Ten years ago, I sat in the NICU in shock as I found out that my sweet baby Jaycee not only had Down syndrome but an AV canal heart defect. When I was pregnant with Jaycee, the grainy black and white ultrasounds were still the norm. This coupled with the fact that our ultrasound was around 18 weeks in to the pregnancy meant that my daughter's heart defect went unnoticed until she was born.
About 1/2 of babies with Down syndrome are born with a heart defect. Some of these will correct on their own, but others will need heart surgery.
Jaycee's heart defect was one that would not self-correct. A few days after birth, she went into congestive heart failure. Medications were started to help with the complications of heart failure. Jaycee had her first heart surgery at 3 months old. After the heart surgery, she needed oxygen for three months while her heart and lungs recovered. Due to small leaks that remained, Jaycee had to have a second open heart surgery again at age 2.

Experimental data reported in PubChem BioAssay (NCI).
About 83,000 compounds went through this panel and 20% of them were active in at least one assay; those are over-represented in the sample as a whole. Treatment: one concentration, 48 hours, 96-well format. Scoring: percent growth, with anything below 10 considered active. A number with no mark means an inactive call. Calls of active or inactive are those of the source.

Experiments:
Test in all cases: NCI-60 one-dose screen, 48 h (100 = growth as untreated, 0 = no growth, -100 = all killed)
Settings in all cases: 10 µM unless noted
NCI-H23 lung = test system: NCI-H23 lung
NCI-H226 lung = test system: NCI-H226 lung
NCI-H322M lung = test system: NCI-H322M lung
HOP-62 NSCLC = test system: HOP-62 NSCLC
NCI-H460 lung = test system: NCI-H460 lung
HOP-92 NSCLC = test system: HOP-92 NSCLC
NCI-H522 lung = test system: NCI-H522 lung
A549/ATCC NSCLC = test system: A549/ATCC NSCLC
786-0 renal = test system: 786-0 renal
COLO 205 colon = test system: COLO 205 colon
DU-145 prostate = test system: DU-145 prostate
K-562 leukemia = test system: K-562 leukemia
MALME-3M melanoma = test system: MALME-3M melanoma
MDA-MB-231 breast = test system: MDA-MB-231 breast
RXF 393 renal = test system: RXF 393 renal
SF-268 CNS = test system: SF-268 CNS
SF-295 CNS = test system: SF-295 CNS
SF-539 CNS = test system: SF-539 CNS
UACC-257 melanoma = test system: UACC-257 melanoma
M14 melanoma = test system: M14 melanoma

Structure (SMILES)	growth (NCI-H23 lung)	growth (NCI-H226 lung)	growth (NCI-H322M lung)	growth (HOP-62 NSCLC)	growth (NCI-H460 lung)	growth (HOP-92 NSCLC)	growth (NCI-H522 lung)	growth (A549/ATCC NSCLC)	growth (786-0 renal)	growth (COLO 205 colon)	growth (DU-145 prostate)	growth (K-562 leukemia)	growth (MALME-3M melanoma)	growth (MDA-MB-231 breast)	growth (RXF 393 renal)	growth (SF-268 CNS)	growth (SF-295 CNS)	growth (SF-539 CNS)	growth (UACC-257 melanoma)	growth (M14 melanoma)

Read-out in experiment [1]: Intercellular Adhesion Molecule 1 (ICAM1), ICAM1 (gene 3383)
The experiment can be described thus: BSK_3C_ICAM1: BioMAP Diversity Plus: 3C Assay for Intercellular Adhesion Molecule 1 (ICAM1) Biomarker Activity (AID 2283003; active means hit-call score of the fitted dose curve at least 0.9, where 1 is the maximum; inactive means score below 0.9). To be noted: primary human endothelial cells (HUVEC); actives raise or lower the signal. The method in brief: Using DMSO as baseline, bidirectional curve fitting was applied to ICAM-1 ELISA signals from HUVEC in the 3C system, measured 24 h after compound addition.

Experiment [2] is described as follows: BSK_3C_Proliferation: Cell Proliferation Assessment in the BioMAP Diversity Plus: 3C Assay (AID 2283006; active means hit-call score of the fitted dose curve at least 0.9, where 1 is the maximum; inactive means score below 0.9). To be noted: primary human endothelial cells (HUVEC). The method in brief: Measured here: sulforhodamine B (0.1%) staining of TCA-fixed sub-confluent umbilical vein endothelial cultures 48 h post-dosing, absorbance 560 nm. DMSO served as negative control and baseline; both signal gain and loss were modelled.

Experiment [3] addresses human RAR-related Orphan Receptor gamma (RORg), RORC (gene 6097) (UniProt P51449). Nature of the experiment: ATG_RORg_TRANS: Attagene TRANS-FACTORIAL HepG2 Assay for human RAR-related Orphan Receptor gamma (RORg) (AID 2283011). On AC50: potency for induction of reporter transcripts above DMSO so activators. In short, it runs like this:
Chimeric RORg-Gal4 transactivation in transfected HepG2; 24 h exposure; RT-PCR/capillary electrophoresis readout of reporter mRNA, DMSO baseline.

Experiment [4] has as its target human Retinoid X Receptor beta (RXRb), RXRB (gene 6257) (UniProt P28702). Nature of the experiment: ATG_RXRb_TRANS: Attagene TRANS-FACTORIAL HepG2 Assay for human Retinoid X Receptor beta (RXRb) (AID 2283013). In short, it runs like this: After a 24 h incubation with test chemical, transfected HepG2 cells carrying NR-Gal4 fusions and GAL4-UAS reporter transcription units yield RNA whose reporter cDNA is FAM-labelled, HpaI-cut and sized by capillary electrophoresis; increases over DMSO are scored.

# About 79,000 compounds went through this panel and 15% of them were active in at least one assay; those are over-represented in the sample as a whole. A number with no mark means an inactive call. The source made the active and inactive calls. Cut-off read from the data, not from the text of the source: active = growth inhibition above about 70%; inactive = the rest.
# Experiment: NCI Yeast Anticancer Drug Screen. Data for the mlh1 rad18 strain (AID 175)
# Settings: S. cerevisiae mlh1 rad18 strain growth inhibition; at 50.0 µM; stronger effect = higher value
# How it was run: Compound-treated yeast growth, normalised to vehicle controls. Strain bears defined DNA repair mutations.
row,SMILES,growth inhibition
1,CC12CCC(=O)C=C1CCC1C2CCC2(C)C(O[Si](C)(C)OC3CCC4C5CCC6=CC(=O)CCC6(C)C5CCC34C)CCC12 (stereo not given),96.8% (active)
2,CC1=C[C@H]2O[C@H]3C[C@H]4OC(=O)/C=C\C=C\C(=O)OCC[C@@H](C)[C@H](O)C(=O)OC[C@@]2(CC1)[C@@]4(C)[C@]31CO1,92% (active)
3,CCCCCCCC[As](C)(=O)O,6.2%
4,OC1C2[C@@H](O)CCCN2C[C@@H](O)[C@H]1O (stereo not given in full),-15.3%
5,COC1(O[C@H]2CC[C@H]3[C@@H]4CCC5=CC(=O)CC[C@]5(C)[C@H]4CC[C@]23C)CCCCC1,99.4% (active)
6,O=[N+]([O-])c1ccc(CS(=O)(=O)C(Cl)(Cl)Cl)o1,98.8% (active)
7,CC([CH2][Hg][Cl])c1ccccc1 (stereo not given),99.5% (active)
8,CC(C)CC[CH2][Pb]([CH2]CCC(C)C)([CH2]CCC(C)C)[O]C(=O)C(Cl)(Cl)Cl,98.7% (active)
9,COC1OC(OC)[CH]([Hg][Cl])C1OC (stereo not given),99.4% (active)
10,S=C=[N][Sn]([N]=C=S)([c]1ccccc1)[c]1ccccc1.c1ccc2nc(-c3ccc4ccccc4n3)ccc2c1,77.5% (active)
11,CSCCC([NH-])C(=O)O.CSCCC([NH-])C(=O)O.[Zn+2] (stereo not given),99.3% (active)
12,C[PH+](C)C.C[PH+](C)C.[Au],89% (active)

Jaycee's heart defect was always the scariest diagnosis for us. It was the one that could end her life prematurely and affect the quality of her life. It would also put a scar on her chest for the rest of her life.
At the time leading up to her first open heart surgery, my mind was all over the place. I was scared of so many things. I didn't want to lose her most of all. But, I also looked ahead in the future. I wondered how I would explain the scar on her chest to her. During her time in the hospital, I made sure and took pictures that I could form into a small book for her.
|Title page of Jaycee's heart book|
|A page from her heart book|
I feel blessed that we live in a country with access to wonderful medical care and doctors with the abilities to help our children with Down syndrome live longer lives.
For more on Jaycee's heart surgeries, read:
A Heart Surgery: Part 1
A Heart Surgery: Part 2